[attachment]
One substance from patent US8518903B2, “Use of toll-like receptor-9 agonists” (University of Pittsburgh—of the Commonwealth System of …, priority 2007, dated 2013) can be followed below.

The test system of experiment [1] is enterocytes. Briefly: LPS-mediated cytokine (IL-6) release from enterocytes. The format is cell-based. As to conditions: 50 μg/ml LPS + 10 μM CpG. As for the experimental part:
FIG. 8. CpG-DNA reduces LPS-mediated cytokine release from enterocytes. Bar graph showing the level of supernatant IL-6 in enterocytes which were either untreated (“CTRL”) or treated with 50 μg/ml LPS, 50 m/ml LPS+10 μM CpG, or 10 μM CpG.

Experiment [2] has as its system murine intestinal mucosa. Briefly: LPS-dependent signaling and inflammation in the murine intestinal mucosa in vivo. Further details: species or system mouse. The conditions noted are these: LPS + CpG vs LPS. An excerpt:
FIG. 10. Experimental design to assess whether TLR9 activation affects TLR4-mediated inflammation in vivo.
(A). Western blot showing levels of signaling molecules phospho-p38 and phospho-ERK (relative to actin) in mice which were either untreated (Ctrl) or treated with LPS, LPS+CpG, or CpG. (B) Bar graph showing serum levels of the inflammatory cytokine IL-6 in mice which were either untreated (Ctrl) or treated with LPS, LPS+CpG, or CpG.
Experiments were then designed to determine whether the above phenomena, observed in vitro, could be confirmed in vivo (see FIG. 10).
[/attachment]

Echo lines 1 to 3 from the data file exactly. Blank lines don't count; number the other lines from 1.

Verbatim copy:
One substance from patent US8518903B2, “Use of toll-like receptor-9 agonists” (University of Pittsburgh—of the Commonwealth System of …, priority 2007, dated 2013) can be followed below.

The test system of experiment [1] is enterocytes. Briefly: LPS-mediated cytokine (IL-6) release from enterocytes. The format is cell-based. As to conditions: 50 μg/ml LPS + 10 μM CpG. As for the experimental part:
FIG. 8. CpG-DNA reduces LPS-mediated cytokine release from enterocytes. Bar graph showing the level of supernatant IL-6 in enterocytes which were either untreated (“CTRL”) or treated with 50 μg/ml LPS, 50 m/ml LPS+10 μM CpG, or 10 μM CpG.